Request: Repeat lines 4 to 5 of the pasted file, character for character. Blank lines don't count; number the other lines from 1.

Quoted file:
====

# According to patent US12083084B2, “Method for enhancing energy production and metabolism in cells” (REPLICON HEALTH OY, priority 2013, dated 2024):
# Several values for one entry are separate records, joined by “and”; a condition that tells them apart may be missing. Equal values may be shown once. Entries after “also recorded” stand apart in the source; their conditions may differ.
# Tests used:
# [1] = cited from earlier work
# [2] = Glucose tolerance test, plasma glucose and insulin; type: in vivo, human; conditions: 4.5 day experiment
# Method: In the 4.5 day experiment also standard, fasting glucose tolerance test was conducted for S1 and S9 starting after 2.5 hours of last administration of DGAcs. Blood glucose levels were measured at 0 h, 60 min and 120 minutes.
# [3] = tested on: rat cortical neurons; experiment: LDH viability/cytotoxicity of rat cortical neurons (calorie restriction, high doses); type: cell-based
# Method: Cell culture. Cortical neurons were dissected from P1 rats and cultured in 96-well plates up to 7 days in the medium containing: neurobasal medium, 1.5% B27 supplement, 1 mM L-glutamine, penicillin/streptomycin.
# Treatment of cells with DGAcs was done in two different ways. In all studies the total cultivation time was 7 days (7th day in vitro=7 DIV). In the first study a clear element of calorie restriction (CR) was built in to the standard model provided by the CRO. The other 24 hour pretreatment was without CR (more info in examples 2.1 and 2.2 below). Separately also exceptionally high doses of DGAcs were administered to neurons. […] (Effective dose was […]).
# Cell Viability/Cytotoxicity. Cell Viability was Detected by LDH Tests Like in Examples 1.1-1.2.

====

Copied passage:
# [1] = cited from earlier work
# [2] = Glucose tolerance test, plasma glucose and insulin; type: in vivo, human; conditions: 4.5 day experiment